Mark Hughes: "They quite liked the idea of a younger audience. The Mercedes brand is a very high value brand but it's quite old and if they could bring the age down, they saw that as quite a good way of doing it. Toto then - and this coincided with the summer break, when everything naturally stopped anyway - took advantage of that and pointed out to the board that Red Bull were in long-term discussions with Audi about an F1 programme. And he would have asked, 'Do you really think it's a good idea to be giving our IP to what's effectively going to be the Audi works team in a few years' time?' And so at that point, at a corporate level, it began to cool and that was pretty much it. It was effectively a dead deal by then."
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Why did the Ferrari deal flounder?
Mark Hughes: "It fell down for pretty much the same reasons why the Mercedes deal fell down: why would you supply a team when it's perfectly feasible they will beat you with your own engine?
"Red Bull's too good a team - Red Bull's probably the best team: it does the best pit stops, its got the best aerodynamics, its got the best bunch of engineers, it operates like a sharp little race team. It is the best team. It's one thing to give Manor an engine, or even Williams an engine. But to give Red Bull an engine?
"They're just too good. And it's made previously-established top teams - Ferrari and McLaren - look a bit lead-footed over the years. But its weakness has always been that it's not in control of its own destiny with the engines."
Has the Red Bull-Renault contract actually been terminated?
Mark Hughes: "I think that's still being unstitched."
How could Red Bull have played this differently?
Mark Hughes: "I don't think Red Bull have taken themselves out of their own situation and put themselves in the situation of others to think 'how's this going to play out?' There's just been a lack of awareness of their place in the whole scheme."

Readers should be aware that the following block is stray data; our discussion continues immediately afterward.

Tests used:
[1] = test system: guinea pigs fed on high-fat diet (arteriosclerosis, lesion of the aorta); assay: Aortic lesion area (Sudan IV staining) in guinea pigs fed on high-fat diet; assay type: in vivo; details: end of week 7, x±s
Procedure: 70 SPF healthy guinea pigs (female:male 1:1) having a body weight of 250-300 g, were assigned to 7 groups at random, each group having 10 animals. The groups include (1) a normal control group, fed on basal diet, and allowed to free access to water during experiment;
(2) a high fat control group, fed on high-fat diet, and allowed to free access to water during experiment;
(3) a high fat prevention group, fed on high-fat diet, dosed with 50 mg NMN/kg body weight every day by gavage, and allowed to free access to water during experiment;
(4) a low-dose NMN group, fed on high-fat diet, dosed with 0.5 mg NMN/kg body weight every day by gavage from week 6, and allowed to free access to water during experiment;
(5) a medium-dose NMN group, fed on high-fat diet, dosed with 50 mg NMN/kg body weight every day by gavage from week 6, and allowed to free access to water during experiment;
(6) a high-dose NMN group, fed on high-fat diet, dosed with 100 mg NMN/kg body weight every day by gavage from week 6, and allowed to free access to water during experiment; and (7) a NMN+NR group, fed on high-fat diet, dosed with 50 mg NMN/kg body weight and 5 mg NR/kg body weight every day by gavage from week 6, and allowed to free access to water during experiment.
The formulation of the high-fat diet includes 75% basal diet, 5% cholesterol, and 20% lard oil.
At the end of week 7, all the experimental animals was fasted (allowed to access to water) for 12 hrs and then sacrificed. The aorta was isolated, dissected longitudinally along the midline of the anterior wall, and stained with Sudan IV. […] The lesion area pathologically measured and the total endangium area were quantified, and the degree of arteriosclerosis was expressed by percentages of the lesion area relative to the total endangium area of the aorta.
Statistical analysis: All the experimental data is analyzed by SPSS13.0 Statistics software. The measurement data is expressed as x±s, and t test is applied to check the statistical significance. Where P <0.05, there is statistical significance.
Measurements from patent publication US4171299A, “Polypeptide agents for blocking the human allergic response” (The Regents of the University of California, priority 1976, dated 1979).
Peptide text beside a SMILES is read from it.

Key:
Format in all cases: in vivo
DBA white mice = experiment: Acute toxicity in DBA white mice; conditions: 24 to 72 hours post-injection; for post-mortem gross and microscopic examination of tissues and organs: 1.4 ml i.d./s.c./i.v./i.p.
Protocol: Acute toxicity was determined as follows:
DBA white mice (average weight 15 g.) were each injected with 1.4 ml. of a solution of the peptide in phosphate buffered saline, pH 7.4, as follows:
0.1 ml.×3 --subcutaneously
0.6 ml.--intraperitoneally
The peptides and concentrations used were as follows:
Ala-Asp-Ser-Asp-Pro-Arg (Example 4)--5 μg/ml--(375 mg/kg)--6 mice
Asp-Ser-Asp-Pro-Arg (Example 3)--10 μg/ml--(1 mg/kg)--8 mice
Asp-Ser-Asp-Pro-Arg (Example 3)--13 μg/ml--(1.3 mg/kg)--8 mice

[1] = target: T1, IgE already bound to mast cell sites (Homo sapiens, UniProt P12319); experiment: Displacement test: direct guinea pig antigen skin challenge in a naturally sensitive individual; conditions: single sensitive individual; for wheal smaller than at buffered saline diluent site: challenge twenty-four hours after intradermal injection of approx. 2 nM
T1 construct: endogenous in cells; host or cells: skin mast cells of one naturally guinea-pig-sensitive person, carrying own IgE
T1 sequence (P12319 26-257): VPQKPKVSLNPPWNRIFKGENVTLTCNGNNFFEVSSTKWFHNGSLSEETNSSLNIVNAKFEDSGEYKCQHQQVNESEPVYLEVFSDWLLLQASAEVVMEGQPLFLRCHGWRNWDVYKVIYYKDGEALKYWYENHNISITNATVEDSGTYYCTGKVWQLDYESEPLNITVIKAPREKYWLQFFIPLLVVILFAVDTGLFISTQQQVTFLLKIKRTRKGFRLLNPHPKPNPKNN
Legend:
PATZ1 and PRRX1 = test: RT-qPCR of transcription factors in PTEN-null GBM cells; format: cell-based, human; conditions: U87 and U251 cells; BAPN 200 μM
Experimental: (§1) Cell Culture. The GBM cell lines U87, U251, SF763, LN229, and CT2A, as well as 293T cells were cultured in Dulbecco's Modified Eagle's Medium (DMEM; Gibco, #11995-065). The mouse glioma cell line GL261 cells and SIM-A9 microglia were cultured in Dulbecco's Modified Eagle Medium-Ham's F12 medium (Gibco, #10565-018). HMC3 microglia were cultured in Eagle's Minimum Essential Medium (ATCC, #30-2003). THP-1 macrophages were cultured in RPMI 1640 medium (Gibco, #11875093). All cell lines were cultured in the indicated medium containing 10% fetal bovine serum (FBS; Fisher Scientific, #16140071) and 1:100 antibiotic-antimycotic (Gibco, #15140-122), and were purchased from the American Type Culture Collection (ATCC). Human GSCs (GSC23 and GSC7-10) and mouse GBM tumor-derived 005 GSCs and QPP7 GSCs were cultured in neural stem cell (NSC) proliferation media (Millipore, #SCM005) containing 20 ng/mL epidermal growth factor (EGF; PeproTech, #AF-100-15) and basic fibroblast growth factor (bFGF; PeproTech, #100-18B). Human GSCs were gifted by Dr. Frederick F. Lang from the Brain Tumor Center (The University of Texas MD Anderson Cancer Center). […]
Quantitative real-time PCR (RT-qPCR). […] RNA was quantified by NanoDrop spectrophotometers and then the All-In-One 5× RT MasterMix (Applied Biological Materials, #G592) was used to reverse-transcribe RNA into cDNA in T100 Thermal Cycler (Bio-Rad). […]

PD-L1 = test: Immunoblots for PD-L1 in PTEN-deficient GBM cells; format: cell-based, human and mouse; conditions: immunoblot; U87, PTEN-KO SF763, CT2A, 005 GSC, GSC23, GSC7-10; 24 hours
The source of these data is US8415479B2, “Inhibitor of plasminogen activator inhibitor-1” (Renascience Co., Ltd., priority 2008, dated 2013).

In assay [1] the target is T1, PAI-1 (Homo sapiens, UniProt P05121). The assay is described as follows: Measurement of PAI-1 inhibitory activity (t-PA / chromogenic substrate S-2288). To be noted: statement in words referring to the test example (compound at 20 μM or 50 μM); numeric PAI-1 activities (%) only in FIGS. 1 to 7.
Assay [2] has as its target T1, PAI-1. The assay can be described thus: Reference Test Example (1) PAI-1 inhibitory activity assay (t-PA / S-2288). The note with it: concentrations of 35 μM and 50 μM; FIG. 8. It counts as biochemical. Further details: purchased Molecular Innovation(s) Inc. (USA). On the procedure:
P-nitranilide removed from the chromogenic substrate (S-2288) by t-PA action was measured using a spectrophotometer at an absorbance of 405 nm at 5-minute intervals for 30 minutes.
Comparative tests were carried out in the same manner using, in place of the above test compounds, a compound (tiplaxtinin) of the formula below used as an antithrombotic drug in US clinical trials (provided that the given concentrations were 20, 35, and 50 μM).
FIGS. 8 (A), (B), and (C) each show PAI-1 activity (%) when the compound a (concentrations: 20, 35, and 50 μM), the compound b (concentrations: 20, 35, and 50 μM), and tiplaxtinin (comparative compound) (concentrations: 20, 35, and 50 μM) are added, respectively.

Has Toto Wolff 'played' them?
Mark Hughes: "No I don't think he has. Because Red Bull were tied to Renault, Toto was saying 'I can't even discuss it' which he couldn't. He was following proper protocol, saying 'I can't discuss this with you, you're already contracted to somebody else and somebody, what's more, who we're in business with'."
How do Red Bull get out of this mess?
Ted Kravitz: "I don't know. It's a mystery. Horner is only an organiser in presenting the best options he can generate on a piece of paper and put them to Mateschitz. And you can imagine, can't you, that whatever lair Mateschitz is in pondering his big decision, he's going to have Horner's best efforts in terms of options in front of him - and frankly Horner's short of options."
Isn't an option to stay in the sport but reduce the budget, keep the Red Bull stickers on the car and look for a buyer?
Ted Kravitz: "But the problem with Mateschitz is the stickers on the car, because he doesn't want Red Bull the brand to be associated with losing. It's alright when you're on your way up and you're fighting for victory and then you achieve that, but the comedown is much worse because the team is not as good as it once was. That's a marketing nightmare. Actually that points even further to Red Bull pulling out: you don't want Red Bull to be associated with a brand who aren't winners."
So what happens next?
Ted Kravitz: "As far as I can see, after the Speedweek report, they have burnt their bridges with Renault and any attempt to get a Honda supply looks to be largely academic because Mateschitz doesn't want to switch to the Japanese manufacturer.
"Unless they take a year off and wait for the 2017 budget engines, it's difficult to see what options are left..."